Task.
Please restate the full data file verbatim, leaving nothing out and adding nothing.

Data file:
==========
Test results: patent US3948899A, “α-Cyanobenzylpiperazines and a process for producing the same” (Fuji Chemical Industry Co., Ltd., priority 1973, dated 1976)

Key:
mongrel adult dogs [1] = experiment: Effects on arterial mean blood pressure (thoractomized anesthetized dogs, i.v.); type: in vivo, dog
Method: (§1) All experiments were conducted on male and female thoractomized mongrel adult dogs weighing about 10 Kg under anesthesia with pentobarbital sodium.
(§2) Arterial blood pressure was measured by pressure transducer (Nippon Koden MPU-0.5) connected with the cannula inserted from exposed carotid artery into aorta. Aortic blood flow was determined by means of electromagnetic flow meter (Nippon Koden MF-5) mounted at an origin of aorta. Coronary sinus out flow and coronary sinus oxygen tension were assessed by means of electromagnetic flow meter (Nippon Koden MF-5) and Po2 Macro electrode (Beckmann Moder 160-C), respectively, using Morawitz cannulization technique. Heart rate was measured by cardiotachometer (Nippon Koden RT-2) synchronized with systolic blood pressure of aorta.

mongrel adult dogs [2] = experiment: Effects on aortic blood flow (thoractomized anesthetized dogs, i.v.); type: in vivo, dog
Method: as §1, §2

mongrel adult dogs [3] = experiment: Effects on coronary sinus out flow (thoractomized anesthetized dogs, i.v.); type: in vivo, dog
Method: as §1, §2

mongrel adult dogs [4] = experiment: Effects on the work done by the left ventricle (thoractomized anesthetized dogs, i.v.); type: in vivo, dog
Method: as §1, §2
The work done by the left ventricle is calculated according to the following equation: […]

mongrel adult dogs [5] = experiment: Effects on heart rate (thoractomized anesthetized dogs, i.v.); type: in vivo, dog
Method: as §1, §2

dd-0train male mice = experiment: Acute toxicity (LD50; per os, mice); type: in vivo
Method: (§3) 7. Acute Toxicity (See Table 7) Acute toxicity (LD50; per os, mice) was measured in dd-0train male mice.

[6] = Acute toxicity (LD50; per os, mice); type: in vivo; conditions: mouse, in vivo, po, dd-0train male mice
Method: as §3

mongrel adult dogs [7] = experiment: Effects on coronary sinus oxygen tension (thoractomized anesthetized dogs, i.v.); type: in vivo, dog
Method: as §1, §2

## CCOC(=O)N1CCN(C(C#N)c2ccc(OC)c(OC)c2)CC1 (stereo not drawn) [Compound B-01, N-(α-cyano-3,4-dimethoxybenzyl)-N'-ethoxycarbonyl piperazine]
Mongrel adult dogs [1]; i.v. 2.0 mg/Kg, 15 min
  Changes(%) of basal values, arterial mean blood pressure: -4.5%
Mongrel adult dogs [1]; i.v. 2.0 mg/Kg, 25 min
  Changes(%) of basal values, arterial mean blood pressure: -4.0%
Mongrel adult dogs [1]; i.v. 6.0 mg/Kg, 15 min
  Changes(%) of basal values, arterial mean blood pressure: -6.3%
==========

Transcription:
Test results: patent US3948899A, “α-Cyanobenzylpiperazines and a process for producing the same” (Fuji Chemical Industry Co., Ltd., priority 1973, dated 1976)

Key:
mongrel adult dogs [1] = experiment: Effects on arterial mean blood pressure (thoractomized anesthetized dogs, i.v.); type: in vivo, dog
Method: (§1) All experiments were conducted on male and female thoractomized mongrel adult dogs weighing about 10 Kg under anesthesia with pentobarbital sodium.
(§2) Arterial blood pressure was measured by pressure transducer (Nippon Koden MPU-0.5) connected with the cannula inserted from exposed carotid artery into aorta. Aortic blood flow was determined by means of electromagnetic flow meter (Nippon Koden MF-5) mounted at an origin of aorta. Coronary sinus out flow and coronary sinus oxygen tension were assessed by means of electromagnetic flow meter (Nippon Koden MF-5) and Po2 Macro electrode (Beckmann Moder 160-C), respectively, using Morawitz cannulization technique. Heart rate was measured by cardiotachometer (Nippon Koden RT-2) synchronized with systolic blood pressure of aorta.

mongrel adult dogs [2] = experiment: Effects on aortic blood flow (thoractomized anesthetized dogs, i.v.); type: in vivo, dog
Method: as §1, §2

mongrel adult dogs [3] = experiment: Effects on coronary sinus out flow (thoractomized anesthetized dogs, i.v.); type: in vivo, dog
Method: as §1, §2

mongrel adult dogs [4] = experiment: Effects on the work done by the left ventricle (thoractomized anesthetized dogs, i.v.); type: in vivo, dog
Method: as §1, §2
The work done by the left ventricle is calculated according to the following equation: […]

mongrel adult dogs [5] = experiment: Effects on heart rate (thoractomized anesthetized dogs, i.v.); type: in vivo, dog
Method: as §1, §2

dd-0train male mice = experiment: Acute toxicity (LD50; per os, mice); type: in vivo
Method: (§3) 7. Acute Toxicity (See Table 7) Acute toxicity (LD50; per os, mice) was measured in dd-0train male mice.

[6] = Acute toxicity (LD50; per os, mice); type: in vivo; conditions: mouse, in vivo, po, dd-0train male mice
Method: as §3

mongrel adult dogs [7] = experiment: Effects on coronary sinus oxygen tension (thoractomized anesthetized dogs, i.v.); type: in vivo, dog
Method: as §1, §2

## CCOC(=O)N1CCN(C(C#N)c2ccc(OC)c(OC)c2)CC1 (stereo not drawn) [Compound B-01, N-(α-cyano-3,4-dimethoxybenzyl)-N'-ethoxycarbonyl piperazine]
Mongrel adult dogs [1]; i.v. 2.0 mg/Kg, 15 min
  Changes(%) of basal values, arterial mean blood pressure: -4.5%
Mongrel adult dogs [1]; i.v. 2.0 mg/Kg, 25 min
  Changes(%) of basal values, arterial mean blood pressure: -4.0%
Mongrel adult dogs [1]; i.v. 6.0 mg/Kg, 15 min
  Changes(%) of basal values, arterial mean blood pressure: -6.3%